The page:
“Yes.” Lena let her elbows rest on the desktop, holding her mother’s gaze. There was little opportunity for them to speak alone in the aftermath of the storm. Clean up and repairs kept most of the clan preoccupied. “I needed to conduct one final assessment before declaring her training concluded. She passed that assessment. That’s what happened.”

“Would you care to provide me with some details?”

Lena smiled, sheepishly. “I’ll make sure to include them in my written evaluation.”

Claire pinched the bridge of her nose. “Be thorough, please.” She lowered her hand and refocused her gaze on Lena. “Are you sure?”

“As much as I can be. Dani. . .” Lena leaned back in her chair, glancing around the office as she searched for words. “I guess I’d say she’s too emotional for her own sake, but I think she’s proven that she’s capable of setting those emotions aside when necessary. Which is the main concern I still had. Pain was never a deterrent for her, but hurtful situations always have; hurt pride, hurt feelings . . . Pushing past those boundaries was always complicated, but over the past few months I’ve noticed a change of attitude. Since we visited that village, actually.”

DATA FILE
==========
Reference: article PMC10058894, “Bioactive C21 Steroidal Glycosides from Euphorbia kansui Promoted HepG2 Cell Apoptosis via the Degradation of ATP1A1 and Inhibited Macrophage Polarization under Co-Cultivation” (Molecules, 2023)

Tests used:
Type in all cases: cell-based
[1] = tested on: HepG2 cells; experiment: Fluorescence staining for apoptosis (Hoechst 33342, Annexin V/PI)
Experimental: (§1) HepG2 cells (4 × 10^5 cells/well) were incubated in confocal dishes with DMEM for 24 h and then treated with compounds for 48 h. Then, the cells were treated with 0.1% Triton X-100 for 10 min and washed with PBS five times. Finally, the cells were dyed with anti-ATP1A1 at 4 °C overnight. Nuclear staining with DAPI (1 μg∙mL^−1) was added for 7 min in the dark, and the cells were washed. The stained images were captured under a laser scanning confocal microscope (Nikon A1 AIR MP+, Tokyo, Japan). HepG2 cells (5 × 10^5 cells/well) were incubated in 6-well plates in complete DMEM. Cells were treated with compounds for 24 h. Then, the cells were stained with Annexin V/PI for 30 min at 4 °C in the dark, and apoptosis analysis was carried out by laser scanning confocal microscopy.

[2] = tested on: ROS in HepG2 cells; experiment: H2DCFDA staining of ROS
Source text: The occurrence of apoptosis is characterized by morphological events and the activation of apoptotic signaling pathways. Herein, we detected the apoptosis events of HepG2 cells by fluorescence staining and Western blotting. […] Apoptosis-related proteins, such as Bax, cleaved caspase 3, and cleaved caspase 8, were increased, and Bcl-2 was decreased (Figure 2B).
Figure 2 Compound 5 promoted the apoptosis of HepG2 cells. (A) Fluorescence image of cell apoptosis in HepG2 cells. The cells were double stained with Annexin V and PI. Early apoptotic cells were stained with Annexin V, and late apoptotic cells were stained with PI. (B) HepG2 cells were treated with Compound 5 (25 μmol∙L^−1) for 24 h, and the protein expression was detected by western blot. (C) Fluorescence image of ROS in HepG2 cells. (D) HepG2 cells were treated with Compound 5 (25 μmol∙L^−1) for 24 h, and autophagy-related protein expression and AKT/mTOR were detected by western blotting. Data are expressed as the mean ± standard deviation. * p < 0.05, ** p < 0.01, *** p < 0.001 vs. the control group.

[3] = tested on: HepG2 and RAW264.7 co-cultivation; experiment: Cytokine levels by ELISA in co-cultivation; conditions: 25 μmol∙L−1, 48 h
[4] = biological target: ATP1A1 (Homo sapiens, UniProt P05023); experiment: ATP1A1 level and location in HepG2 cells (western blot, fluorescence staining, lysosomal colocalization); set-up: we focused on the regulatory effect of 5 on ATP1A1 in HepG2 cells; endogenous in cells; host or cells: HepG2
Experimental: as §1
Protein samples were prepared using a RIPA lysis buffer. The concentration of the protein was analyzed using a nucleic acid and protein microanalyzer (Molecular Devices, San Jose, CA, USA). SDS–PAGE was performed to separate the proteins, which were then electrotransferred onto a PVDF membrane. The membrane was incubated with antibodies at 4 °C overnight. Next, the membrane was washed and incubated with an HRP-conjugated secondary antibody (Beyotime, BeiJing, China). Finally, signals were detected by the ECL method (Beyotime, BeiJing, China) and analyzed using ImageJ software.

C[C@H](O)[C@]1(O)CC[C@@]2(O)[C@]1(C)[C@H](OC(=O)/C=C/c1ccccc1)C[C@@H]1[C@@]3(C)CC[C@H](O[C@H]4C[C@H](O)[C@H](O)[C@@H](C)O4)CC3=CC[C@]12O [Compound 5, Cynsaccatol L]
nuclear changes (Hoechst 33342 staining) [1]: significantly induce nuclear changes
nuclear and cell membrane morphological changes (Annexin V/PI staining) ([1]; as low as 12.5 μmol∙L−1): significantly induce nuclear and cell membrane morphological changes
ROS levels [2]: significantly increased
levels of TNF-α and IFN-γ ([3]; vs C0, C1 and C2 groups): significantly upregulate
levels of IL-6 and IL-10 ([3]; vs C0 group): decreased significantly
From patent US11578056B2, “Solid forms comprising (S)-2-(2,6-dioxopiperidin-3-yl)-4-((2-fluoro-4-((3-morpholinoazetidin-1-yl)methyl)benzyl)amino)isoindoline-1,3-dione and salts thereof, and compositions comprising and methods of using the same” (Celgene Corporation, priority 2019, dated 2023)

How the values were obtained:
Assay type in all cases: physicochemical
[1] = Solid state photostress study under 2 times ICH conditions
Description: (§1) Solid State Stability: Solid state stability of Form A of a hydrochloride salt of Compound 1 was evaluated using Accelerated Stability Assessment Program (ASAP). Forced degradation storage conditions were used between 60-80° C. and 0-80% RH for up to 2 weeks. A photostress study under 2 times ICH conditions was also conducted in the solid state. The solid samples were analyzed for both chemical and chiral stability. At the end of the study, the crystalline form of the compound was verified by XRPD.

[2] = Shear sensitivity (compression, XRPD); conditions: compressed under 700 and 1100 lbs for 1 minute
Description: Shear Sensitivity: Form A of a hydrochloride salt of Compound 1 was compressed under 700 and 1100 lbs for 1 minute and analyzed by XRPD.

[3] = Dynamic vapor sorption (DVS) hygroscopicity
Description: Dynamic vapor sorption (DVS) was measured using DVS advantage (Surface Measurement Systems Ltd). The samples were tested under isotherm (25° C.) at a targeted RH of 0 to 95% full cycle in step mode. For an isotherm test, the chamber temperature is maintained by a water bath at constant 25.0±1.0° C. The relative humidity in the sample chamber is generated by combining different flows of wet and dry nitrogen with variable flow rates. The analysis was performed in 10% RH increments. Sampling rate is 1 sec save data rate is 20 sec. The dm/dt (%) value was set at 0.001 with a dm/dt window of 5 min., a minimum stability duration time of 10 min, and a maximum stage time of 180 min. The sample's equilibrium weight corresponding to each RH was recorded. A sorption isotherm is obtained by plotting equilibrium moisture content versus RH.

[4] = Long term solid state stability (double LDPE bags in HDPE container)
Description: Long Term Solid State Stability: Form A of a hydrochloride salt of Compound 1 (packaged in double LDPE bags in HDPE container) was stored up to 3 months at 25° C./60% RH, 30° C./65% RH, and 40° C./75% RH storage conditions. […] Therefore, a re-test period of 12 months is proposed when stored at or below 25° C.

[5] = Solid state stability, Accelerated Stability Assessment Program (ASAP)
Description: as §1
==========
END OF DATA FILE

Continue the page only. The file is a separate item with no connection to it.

Claire nodded as Lena spoke. “She told me the two of you had a conversation on the way back.”

“We did. And I suggested she should talk to you about certain things. There are answers I’m clearly not able to give. And even if I was . . .”

“It wouldn’t have made a difference. I know,” Claire concluded. “Were it entirely up to me, I’d continue to shield your sisters as much as possible, but I understand that’s an unrealistic expectation to have. And I explained to Daniela that in reality, once we find the Wolf Hunters there are two ways that might end.”